I have a great friend and teammate named Kim who was lamenting about the behavior of some people in the workplace. Kim raises some very good points in that people can be incredibly selfish and self centered. Of course no one is perfect but sometimes their toxic behavior impacts our own behaviors. If someone hurts you repeatedly, do you still help them? How do you engage employees that have intent on hurting you to better their own position? How do you deal with direct reports or even leadership who may be jealous? How do maintain yourself and be consistent as the person you are choosing to be?
When you are a passionate worker that cares about the work and the outcome of your activities, it is easy to be mistaken for someone who wants to LEAD that work and those activities. Just because you care doesn’t automatically mean that you want to be in charge. That being said, people who are passionate and involved happen to be productive. Productivity leads to recognition and a so on. You can easily find yourself in a leadership role that was thrust upon you without your desire to have that role.
The key factor is that you don’t have to be a leader in title to be a leader in practice. You can always lead from where you are.
While serving active duty in the Navy as a Damage Controlman, I walked the decks as a watch stander looking for dangers to the crew and ship. In one occasion, the ship was being worked on by welding and pipe-fitting teams which strung toxic gas hoses all through the ship. As I walked up the ladder way from a lower deck, I quickly realized a faint garlic odor. That was a sign of danger (they add the odor). I ran down to my shop and grabbed a gas detecting device to determine how much gas was in the air. I knew it had to be more than allowed because the odor was so powerful and I could start to feel dizzy. Once I found that the numbers were high, I immediately yelled for everyone to get out of the closed spaces and get outside. I ran to the Officer of the deck whom has direct responsibility for the safety of the ship and told him of my concerns. I said “sir, clear the decks, it is an emergency.” In that very moment, he looked at me a young Petty Officer many ranks below him and said to watch stander, “do as he says, clear the decks.” The shipyard workers found the broken and damaged hoses but at that very moment, I was assuming a role by context and nature to protect my ship and crew and to lead from where I was. Any of my shipmates in my position from my perspective should have done the same. Most people that noticed the odor while in their spaces and passageway ignored it. It was later found that if we all ignored the issue, anyone in the immediate area of exposure would have been unconscious within 5-7 minutes.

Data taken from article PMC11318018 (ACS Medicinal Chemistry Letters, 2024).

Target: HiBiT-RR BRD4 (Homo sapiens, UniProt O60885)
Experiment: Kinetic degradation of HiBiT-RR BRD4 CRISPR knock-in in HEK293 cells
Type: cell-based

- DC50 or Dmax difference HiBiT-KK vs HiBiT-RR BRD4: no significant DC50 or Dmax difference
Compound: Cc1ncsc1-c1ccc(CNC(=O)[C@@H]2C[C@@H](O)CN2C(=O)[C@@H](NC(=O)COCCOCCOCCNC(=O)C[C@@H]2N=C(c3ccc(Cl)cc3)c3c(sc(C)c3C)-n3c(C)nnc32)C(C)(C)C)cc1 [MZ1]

None of this meant at any point that I wanted the job of the Officer of the deck.
I don’t want to get hurt. I don’t understand why someone would want to hurt me. It doesn’t make a lot of sense. The fact is that it doesn’t make sense because it isn’t logical, it is emotional.
In Aesops Fable The Scorpion and the Frog
A scorpion and a frog meet on the bank of a stream and the
scorpion asks the frog to carry him across on its back. The
frog asks, “How do I know you won’t sting me?” The scorpion
says, “Because if I do, I will die too.”
The frog is satisfied, and they set out, but in midstream,
the scorpion stings the frog. The frog feels the onset of
paralysis and starts to sink, knowing they both will drown,
but has just enough time to gasp “Why?”